Writing Scientific Reports:

  • What is an Abstract and how to write one
  • Why have an Introduction and how to write one that includes both background information and a hypothesis
  • How should a method be written
  • In what format should results be written - table and graphs.
  • What is the role of a discussion in a scientific report and how to write one
  • What is a conclusion and how to write one
  • What is an annotated bibliography and why is it important in scientific reports
  • How to use ICT to construct a reference list
  • Transition Words Link

An abstract is a concise single paragraph summary of completed work or work in progress. In a minute or less a reader can learn the rationale behind the study, general approach to the problem, pertinent results, and important conclusions or new questions.

For example:
The following scientific report outlines the factors involved in improving cardio-respiratory fitness levels in a 17 year old male.
The key question: Is cardio-respiratory fitness able to be improved over a 6 week test period?
Results indicate that with FITT priniciple and overload principle training methodologies maximal oxygen consumption test and beep test data supports an improvement of 10% in the test period.
In conclusion it can be stated that aerobic training techniques can lead relatively quickly to improvements in aerobic fitness.
Other questions have arisen with respect to this topic:
Is the test period adequate to achieve maximum results?
Is this result transferable to all ages, genders and races?

The purpose of an introduction is to aquaint the reader with the rationale behind the work, with the intention of defending it. It places your work in a theoretical context, and enables the reader to understand and appreciate your objectives. It must therefore include your research question, your hypothesis and your cited background information.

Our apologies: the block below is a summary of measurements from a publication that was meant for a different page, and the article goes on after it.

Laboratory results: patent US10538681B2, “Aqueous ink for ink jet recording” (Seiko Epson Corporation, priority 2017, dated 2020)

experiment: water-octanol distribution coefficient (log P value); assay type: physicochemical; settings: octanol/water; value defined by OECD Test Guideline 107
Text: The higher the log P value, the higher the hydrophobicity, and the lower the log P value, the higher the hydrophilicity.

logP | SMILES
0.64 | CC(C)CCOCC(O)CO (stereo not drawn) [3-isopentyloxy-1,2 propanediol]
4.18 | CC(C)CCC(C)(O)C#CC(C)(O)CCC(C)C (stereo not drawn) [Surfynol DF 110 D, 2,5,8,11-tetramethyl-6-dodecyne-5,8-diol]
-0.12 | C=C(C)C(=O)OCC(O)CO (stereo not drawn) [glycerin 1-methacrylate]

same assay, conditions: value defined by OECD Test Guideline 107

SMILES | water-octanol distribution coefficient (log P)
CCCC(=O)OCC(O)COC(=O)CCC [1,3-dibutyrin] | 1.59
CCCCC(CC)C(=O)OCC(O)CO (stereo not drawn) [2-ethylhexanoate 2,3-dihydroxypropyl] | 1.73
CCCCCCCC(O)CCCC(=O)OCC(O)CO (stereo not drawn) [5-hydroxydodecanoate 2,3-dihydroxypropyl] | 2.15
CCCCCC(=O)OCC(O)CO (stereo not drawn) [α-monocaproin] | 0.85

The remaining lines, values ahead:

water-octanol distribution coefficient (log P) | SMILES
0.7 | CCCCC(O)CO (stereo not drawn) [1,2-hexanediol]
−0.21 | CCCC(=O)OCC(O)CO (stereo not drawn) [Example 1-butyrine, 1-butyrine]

Example of a research question:
Is there a link between aerobic training and cardio-respiratory fitness?

Example of a hypothesis:
If skin cancer is related to ultraviolet light , then people with a high exposure to uv light will have a higher frequency of skin cancer.
If leaf color change is related to temperature , then exposing plants to low temperatures will result in changes in leaf color.

If aerobic training is related to cardio-respiratory fitness, then subjects with effective aerobic training methodologies will have a improvement in cardio-respiratory fitness indicatiors, such as the beep test and the maximal oxygen consumption test.

Example of a cited background:

The Garner (2008) Study elicited improvement in VO2 max values of 16% over an 8 week study period.


This should be the easiest section to write, but many students misunderstand the purpose. The objective is to document all specialized materials and general procedures, so that another individual may use some or all of the methods in another study or judge the scientific merit of your work. It is not to be a step by step description of everything you did, nor is a methods section a set of instructions. In particular, it is not supposed to tell a story.

Example of a method:
Beep Test Method - http://www.topendsports.com/testing/tests/20mshuttle.htm

The purpose of a results section is to present and illustrate your findings. Make this section a completely objective report of the results, and save all interpretation for the discussion.
Use mainly line graphs
Where appropriate use trend lines in your data (lines of best fit)

The objective here is to provide an interpretation of your results and support for all of your conclusions, using evidence from your experiment and generally accepted knowledge, if appropriate. The significance of findings should be clearly described.

Interpret your data in the discussion in appropriate depth. This means that when you explain a phenomenon you must describe mechanisms that may account for the observation. If your results differ from your expectations, explain why that may have happened. If your results agree, then describe the theory that the evidence supported. It is never appropriate to simply state that the data agreed with expectations, and let it drop at that.
  • Decide if each hypothesis is supported, rejected, or if you cannot make a decision with confidence. Do not simply dismiss a study or part of a study as "inconclusive."